By Trisha Miller-Manarin
11-year old Maggie Manarin is in 5th grade at Camelot Elementary School in Northern Virginia (metro-D.C.), and chose to march in Washington, D.C., to “let the world know things have to change for the better.” She marched with two of her best friends — one a Roman Catholic girl and one Muslim girl whose parents are originally from Sudan.
The girls made posters with their own unique slogans. People stopped them all day and asked to take their pictures. They were interviewed and included in a journalism student’s video. They were also filmed by two others with possibility of being used in future documentaries or talk shows.
There were too many people to actually walk, but the girls, along with their moms, stood and cheered along with others.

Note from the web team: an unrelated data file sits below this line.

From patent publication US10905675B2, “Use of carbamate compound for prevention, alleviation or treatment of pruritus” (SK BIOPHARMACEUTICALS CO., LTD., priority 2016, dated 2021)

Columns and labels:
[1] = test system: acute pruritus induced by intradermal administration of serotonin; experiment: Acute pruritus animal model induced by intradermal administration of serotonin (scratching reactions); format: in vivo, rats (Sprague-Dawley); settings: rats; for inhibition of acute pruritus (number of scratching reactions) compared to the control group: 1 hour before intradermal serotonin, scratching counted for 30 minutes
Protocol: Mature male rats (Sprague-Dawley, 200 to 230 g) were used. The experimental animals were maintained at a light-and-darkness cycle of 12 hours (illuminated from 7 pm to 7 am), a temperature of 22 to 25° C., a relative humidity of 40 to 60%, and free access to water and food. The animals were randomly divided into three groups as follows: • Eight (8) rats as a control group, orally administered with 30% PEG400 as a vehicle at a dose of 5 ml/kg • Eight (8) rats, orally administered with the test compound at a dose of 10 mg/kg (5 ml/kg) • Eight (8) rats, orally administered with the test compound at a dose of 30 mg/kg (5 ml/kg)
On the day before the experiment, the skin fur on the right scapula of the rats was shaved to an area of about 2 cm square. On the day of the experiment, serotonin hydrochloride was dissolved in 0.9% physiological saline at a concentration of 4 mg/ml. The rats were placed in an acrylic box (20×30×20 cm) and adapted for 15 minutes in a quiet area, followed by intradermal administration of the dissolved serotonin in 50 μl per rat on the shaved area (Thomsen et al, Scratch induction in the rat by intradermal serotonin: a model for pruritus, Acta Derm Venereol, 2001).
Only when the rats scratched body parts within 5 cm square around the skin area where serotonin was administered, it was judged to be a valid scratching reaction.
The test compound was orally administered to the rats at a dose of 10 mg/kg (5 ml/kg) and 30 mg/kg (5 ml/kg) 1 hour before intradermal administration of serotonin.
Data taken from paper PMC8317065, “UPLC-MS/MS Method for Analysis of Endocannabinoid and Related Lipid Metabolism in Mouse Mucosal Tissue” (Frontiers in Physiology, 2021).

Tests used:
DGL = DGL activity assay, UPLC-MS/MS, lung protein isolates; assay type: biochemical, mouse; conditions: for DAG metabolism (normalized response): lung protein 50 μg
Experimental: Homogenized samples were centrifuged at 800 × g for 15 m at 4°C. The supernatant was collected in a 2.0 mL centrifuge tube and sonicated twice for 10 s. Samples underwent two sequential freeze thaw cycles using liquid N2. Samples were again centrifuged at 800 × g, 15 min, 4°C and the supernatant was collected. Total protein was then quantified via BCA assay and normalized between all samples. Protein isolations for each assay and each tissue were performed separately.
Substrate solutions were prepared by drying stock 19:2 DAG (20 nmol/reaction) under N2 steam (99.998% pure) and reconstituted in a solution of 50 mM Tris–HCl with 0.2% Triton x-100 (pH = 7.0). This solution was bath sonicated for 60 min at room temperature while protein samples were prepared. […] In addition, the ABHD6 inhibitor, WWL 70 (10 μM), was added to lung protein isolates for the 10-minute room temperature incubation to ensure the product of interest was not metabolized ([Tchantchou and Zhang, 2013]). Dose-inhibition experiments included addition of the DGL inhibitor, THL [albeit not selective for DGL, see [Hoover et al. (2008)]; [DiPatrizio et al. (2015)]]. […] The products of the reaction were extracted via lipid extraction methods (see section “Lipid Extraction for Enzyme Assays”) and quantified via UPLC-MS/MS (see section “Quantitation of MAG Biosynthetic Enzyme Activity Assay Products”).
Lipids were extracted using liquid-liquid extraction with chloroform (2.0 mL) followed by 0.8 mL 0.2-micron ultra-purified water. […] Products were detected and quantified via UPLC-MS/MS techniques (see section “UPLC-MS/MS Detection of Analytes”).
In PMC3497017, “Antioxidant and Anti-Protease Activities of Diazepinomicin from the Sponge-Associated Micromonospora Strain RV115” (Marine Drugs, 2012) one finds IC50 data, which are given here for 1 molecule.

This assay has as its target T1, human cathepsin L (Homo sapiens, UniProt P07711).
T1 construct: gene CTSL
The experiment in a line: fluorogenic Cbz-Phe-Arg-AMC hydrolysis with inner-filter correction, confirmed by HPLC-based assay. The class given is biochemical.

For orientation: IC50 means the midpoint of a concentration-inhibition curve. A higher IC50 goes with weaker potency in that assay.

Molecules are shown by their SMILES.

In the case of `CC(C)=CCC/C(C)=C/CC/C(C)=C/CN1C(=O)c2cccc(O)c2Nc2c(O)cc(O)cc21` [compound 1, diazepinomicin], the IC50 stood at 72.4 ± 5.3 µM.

Maggie said, “it was neat to see all the kids speaking with proud leadership and demanding change.” When the crowd began to disperse, the girls added to a painting and then, standing on Pennsylvania Avenue, they created a chant using their unique slogans. “Life is meant for art, not bullets! Let children grow without fear!”
Suddenly it seemed the paparazzi flocked to these girls, asking to take their pictures or even video their chant and dance.
These young girls, still in elementary school, chose to march and lend their voices to the call!